(Tr. 847).

On December 30, 2009, Jacobson saw Dr. Eric Ernst at the Minnesota Heart Clinic, where he had been treated for his coronary issues. (Tr. 646-647). Dr. Ernst noted that Jacobson was having chest pain again and that "unfortunately he continues to smoke and was noncompliant with his medications over much of the last six months."[3] (Tr. 646). Dr. Ernst recommended another stress test. (Tr. 646). The stress test was conducted on January 7, 2010, and was "essentially normal." (Tr. 652). Jacobson achieved a METS of 10.7.[4] (Tr. 655, 660).

B. Medical Evidence Bearing on Mental Impairments

1. Mark Ziebarth

Jacobson saw clinical nurse Mark Ziebarth, APRN, CNS, [5] at the Central Minnesota Mental Health Center between September 18, 2007 and June 18, 2008.[6] (Tr. 535-542; 549-550). On September 18, 2007 Ziebarth stated that Jacobson was suffering from recent severe depression and would not be able to perform any employment in the foreseeable future. (Tr. 201).

On October 1, 2007, Ziebarth noted that Jacobson had overdosed, but that had not been a problem.[7] (Tr. 542). Jacobson reported that he was not working and did not think that he could work due to his cardiac status and depression status. (Tr. 542). On October 30, 2007, Ziebarth noted that Jacobson was going to take his sons deer hunting and that he probably would not hunt, but would take them. (Tr. 540). On December 17, 2007, Jacobson reported that he was feeling more depressed, that he had been turned down for disability benefits and was "looking into some work or appealing his disability, depending on what's going on." (Tr. 538). On January 28, 2008, Ziebarth observed that Jacobson had multiple issues including health, family, medical, back and cardiac as well as depression. (Tr. 536). Ziebarth wrote "[a]t this point he is not employable in my opinion due to his depression, anxiety, cardiac disease, back pain, neuropathy, tingling, positive MRI history and getting physical therapy...." (Tr. 536). On March 24, 2008, Ziebarth noted that Jacobson had taken a welding test, but could not handle the rigors of the test and the work. (Tr. 535). Ziebarth saw Jacobson in May and June 2008, and Ziebarth noted the continued presence of chronic pain and Jacobson's alleged inability to work. (Tr. 549-550).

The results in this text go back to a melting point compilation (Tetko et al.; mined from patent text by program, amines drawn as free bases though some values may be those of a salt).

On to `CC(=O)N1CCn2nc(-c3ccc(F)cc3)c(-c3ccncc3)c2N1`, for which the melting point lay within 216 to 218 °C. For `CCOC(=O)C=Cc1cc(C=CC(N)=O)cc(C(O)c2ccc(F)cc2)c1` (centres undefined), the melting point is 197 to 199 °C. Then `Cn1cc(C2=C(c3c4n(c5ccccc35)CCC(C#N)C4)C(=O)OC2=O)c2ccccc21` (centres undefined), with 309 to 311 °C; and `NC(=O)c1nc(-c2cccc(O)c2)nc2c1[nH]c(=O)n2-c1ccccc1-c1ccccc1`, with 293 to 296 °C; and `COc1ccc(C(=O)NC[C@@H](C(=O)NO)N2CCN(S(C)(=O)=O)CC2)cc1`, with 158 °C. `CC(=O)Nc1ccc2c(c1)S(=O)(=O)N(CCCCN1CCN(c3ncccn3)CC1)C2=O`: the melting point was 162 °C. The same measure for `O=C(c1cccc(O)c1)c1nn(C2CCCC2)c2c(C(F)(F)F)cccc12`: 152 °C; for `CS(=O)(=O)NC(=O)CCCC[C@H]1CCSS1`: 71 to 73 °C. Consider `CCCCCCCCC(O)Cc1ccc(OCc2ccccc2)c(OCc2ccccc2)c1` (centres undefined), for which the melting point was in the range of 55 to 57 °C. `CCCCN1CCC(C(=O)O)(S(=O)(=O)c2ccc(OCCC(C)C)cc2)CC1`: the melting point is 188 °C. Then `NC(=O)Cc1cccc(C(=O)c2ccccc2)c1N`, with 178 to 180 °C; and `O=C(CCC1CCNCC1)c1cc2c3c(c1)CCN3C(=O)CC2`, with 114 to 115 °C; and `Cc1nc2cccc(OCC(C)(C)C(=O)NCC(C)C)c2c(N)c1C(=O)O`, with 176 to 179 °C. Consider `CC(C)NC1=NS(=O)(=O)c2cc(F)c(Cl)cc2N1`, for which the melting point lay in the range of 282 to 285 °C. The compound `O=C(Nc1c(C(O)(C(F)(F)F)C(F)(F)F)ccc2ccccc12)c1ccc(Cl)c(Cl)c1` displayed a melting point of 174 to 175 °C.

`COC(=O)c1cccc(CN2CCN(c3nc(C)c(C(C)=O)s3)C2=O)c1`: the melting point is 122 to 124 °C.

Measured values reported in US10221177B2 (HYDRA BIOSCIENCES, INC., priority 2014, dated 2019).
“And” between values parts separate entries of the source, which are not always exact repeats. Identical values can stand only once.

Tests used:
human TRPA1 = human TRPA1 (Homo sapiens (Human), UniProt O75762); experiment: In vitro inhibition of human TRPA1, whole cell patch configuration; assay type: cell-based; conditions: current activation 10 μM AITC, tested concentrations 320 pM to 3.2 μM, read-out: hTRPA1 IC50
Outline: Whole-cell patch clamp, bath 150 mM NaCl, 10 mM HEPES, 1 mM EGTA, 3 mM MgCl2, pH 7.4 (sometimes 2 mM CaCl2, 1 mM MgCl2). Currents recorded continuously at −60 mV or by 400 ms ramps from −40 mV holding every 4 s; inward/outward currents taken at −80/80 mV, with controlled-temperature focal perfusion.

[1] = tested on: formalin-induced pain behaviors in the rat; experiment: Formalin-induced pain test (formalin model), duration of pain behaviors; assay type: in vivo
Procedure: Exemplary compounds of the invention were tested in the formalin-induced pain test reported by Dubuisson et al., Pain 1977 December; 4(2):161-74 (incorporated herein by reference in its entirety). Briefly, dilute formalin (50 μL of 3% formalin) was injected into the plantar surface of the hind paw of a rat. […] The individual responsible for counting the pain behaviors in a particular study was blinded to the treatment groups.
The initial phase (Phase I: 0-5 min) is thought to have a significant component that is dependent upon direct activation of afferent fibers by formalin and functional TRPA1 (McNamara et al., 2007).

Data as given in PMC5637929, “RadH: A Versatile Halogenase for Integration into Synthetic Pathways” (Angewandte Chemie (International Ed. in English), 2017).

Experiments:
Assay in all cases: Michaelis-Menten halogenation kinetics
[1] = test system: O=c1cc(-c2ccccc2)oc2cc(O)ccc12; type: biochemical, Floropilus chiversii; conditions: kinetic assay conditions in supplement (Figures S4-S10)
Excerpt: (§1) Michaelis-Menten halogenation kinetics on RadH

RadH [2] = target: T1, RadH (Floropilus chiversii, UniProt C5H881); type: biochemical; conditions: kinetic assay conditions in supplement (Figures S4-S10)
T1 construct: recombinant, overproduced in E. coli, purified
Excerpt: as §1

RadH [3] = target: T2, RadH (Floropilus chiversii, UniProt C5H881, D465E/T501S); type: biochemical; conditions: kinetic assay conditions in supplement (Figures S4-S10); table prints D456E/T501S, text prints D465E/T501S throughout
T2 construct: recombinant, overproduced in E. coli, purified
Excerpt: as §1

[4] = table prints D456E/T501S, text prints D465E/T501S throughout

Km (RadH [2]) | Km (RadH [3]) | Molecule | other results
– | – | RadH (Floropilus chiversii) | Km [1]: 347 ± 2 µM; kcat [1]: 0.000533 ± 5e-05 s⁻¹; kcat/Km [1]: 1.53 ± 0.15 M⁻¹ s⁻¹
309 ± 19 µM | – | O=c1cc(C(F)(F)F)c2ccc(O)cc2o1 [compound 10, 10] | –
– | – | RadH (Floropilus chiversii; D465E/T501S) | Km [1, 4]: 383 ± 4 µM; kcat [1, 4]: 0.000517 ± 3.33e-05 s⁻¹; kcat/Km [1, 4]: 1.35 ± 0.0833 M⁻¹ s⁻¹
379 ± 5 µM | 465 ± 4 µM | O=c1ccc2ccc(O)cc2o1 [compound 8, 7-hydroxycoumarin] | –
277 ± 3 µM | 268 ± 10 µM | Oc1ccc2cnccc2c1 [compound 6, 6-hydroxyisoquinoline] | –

2. Dr. Jamie Kutz

Ziebarth referred Jacobson to Jamie Kutz, Psy.D., for psychological counseling. Dr. Kutz saw Jacobson on November 19 and 27, 2007, and January 9 and 22, 2008. (Tr. 531-534). Dr. Kutz assessed Jacobson with major depression, anxiety disorder and noted a history of attention deficit disorder. (Tr. 533). On January 9, 2008, Dr. Kutz noted that Jacobson reported a "moderate" amount of depression. (Tr. 532). On January 22, 2008, Dr. Kutz noted that Jacobson reported feeling "very depressed" but that he had ups and down and felt "ok" some days. (Tr. 531). Dr. Kutz reported that Jacobson's depression was significantly related to his family situation. (Tr. 531).

3. Psychologist Berk

MAPS psychologist Ronald Berk, M.Eq., L.P., had individual therapy sessions with Jacobson on June 2, 2008 and March 6, April 6, June 9 and December 14, 2009. (Tr. 667-678). The June 2, 2008 session appears to have been the first time Berk saw Jacobson. (Tr. 667-670). At that time, Jacobson was living with his wife and children. (Tr. 667). Berk noted that Jacobson's current sources of stress were chronic pain, economic issues and lack of a primary support group. (Tr. 667). Berk found Jacobson awake, alert and fully oriented to person, time and place. (Tr. 669). Jacobson's thought processes were logical and linear without evidence of a thought disorder. (Tr. 669). Berk noted that Jacobson was clearly depressed and diagnosed Pain Disorder with Both Psychological Factors and a General Medical Condition; Major Depressive Disorder, Single Episode, Severe; Generalized Anxiety Disorder with Panic Attacks; and Chronic Pain. Berk assigned a GAF of 48.[8] (Tr. 670),

At the appointment on March 6, 2009, Berk diagnosed Major Depressive Disorder with Associated Psychological Factors and a General Medical Condition; Major Depressive Disorder, Single Episode, Severe; Generalized Anxiety Disorder with Panic Attacks, Attention Deficit by History; and Cognitive Disorder, Not Otherwise Specified. (Tr. 671). Jacobson completed the Beck Depression Inventory[9] at that session and his score was 42, indicating severe depression. (Tr. 671). His "PHQ-9"[10] score was 21, which Berk interpreted as making Jacobson's activities of daily living extremely difficult. (Tr. 671). Berk observed that Jacobson's last suicidal thinking was in December, 2008 and he reported that his depression was neither better nor worse. (Tr. 671). Berk noted that Jacobson's speech was slow and hesitant and his ...